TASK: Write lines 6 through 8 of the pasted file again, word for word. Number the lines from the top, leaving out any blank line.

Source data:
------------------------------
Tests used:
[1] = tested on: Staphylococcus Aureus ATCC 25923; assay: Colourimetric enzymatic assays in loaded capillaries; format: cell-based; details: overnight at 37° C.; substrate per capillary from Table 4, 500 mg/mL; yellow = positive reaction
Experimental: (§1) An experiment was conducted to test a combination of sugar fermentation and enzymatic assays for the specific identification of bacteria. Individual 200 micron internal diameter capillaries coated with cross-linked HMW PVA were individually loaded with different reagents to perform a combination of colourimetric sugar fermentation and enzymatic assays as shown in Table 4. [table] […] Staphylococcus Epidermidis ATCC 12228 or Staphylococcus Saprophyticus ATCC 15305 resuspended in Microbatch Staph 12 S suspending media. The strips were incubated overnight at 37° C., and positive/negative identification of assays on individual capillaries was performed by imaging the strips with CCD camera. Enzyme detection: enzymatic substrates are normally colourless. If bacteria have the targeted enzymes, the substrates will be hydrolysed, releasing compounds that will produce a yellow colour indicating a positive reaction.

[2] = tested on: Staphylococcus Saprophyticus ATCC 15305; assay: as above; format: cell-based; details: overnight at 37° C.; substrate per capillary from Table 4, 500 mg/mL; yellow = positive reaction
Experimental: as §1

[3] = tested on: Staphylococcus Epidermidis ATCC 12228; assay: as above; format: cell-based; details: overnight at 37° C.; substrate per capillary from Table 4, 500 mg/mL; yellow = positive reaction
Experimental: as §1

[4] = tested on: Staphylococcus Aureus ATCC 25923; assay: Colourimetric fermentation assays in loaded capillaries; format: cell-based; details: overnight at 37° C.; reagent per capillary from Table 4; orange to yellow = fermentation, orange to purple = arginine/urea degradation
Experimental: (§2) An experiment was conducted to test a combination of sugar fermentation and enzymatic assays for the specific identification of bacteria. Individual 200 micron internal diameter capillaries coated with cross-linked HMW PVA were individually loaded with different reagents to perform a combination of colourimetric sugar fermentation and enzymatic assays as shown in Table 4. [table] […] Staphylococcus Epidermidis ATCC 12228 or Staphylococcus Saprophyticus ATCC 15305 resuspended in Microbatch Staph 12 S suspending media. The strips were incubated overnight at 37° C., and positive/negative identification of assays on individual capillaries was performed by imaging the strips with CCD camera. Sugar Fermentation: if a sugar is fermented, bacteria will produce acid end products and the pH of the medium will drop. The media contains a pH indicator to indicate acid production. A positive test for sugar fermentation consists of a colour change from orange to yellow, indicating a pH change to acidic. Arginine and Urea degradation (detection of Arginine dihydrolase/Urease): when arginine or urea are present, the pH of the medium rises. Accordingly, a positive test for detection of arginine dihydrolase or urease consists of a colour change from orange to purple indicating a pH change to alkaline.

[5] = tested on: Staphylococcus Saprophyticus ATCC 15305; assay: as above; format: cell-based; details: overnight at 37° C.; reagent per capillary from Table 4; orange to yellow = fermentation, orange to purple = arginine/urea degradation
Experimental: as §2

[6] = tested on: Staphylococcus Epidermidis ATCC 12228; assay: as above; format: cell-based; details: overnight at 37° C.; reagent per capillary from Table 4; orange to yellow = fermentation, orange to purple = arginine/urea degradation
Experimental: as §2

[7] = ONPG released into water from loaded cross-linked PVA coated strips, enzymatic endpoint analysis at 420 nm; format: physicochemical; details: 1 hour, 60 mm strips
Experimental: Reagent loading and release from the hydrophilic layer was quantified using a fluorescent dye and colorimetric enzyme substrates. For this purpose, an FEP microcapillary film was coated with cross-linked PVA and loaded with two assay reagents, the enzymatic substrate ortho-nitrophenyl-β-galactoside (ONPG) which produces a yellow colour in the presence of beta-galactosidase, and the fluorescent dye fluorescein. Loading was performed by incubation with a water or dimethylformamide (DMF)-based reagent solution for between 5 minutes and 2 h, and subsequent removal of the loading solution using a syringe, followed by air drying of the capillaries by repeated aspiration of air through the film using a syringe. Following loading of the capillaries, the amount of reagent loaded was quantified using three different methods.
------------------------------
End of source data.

[3] = tested on: Staphylococcus Epidermidis ATCC 12228; assay: as above; format: cell-based; details: overnight at 37° C.; substrate per capillary from Table 4, 500 mg/mL; yellow = positive reaction
Experimental: as §1

[4] = tested on: Staphylococcus Aureus ATCC 25923; assay: Colourimetric fermentation assays in loaded capillaries; format: cell-based; details: overnight at 37° C.; reagent per capillary from Table 4; orange to yellow = fermentation, orange to purple = arginine/urea degradation